Profiles in Science. An occasional series.
As an atmospheric scientist, Cliff Mass teaches and researches, but he also just plain enjoys the never-ending challenge of trying to forecast the weather.
At an age when other boys revved up miniature race cars and sent toy trains choo-chooing around little tracks, Cliff Mass was trying to understand the whys and hows of weather.
The 7-year-old's parents granted his wish and got him a toy weather station with gauges to read temperature, air pressure and wind speed.
Now, some 36 years later, the Lionel weather station remains at his parents' New York home, while the University of Washington meteorologist surrounds himself with digital thermometers, rain gauges, instruments, antennae and sensors that measure such things as wind speed, wind direction and ultraviolet radiation.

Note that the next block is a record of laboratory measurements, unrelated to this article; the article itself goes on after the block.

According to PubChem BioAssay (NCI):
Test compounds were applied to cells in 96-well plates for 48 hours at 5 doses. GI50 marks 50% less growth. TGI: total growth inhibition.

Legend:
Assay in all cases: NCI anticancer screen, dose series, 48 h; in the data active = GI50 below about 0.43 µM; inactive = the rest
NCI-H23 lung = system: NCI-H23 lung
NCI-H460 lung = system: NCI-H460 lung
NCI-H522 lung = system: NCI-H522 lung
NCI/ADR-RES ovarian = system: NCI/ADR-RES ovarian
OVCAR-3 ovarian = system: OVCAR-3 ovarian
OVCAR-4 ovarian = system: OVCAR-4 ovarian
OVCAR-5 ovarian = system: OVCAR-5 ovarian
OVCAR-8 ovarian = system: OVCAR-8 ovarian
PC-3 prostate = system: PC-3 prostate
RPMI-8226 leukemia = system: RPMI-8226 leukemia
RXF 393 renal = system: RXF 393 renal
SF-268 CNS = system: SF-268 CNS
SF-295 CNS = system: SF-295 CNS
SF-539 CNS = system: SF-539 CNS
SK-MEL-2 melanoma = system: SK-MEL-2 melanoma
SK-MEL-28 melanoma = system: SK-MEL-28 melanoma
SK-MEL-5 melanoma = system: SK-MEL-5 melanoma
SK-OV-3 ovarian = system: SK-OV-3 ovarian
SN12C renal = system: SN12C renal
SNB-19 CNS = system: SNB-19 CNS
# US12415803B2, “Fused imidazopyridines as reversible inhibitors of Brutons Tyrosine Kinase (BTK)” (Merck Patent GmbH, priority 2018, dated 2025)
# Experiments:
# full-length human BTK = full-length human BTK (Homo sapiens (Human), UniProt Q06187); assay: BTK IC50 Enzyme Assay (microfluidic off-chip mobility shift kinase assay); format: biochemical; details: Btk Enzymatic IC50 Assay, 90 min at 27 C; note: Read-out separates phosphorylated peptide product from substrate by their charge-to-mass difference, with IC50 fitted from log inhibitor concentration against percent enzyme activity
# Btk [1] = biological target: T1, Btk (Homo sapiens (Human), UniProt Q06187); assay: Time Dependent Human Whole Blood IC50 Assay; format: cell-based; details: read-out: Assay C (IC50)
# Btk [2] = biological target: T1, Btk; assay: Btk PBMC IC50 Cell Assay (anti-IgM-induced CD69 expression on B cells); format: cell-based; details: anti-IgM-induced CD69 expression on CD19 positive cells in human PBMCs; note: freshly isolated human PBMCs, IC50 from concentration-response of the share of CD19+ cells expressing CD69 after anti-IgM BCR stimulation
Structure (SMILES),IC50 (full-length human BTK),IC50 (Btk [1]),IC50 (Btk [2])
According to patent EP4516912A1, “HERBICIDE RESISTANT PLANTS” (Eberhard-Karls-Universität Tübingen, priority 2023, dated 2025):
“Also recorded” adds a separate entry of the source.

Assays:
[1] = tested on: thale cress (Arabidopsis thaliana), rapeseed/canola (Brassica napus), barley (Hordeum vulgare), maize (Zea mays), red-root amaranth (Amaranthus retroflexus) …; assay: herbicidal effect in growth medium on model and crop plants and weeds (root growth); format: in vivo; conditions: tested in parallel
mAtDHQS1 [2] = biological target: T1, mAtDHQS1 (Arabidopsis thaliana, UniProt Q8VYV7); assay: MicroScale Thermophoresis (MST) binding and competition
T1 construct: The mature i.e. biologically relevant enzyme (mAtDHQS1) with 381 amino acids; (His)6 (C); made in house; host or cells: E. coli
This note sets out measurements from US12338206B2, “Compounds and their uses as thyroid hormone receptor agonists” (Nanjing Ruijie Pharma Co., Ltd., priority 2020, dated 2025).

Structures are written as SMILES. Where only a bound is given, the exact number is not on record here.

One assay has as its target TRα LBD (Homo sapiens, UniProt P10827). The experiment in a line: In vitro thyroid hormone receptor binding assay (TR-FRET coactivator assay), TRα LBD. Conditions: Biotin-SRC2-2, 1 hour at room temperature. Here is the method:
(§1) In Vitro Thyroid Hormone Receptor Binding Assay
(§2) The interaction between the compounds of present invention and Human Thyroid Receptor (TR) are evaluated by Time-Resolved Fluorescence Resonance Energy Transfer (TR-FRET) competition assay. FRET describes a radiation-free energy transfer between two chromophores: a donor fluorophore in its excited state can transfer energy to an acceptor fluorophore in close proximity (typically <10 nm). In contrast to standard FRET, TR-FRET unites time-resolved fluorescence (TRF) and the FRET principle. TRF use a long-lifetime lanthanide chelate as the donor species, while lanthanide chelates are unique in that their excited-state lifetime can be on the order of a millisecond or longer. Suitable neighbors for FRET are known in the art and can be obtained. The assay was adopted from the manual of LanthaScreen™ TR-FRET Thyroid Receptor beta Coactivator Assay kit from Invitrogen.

Satellite imagery that lets him peer at weather trends days ahead is just a quick chair swivel away in his office in the Atmospheric Sciences Department. Down the hall is a map room with printouts of surface temperature, forecasts of relative humidity in the lower half of the Earth's atmosphere and precipitation readings.
Mass has graduated from toy weather gauges to digital landscapes, along the way establishing himself as one of the area's most publicly visible scientists. It boils down to what you could call "Mass appeal": He knows his science - and is a stickler for scientific accuracy - but doesn't let meteorological buzzwords and jargon interfere with his plain-sense message.
Atmospheric-sciences students rank Mass among the department's top teachers, saying he makes their difficult course work "fascinating."